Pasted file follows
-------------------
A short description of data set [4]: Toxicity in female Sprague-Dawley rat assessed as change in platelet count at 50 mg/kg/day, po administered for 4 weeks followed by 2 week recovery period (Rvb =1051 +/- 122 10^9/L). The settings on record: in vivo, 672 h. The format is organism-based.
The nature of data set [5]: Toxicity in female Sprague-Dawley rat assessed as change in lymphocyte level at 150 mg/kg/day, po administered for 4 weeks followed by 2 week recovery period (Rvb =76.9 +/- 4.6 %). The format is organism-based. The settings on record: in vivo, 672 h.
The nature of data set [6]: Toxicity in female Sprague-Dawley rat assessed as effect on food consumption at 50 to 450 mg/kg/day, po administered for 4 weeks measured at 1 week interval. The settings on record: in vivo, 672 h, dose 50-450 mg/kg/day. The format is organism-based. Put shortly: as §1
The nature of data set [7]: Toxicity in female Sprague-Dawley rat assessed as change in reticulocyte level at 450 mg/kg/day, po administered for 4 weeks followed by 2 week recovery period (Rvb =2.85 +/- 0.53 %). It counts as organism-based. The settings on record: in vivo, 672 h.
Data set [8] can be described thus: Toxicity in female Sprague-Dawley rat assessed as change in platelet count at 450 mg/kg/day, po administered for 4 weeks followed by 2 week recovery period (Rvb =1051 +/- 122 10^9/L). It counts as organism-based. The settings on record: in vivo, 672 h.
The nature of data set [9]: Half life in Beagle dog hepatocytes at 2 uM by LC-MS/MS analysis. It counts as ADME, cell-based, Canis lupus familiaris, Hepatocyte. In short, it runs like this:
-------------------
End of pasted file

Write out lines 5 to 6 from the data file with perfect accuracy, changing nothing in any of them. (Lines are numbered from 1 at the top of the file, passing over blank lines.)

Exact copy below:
Data set [8] can be described thus: Toxicity in female Sprague-Dawley rat assessed as change in platelet count at 450 mg/kg/day, po administered for 4 weeks followed by 2 week recovery period (Rvb =1051 +/- 122 10^9/L). It counts as organism-based. The settings on record: in vivo, 672 h.
The nature of data set [9]: Half life in Beagle dog hepatocytes at 2 uM by LC-MS/MS analysis. It counts as ADME, cell-based, Canis lupus familiaris, Hepatocyte. In short, it runs like this: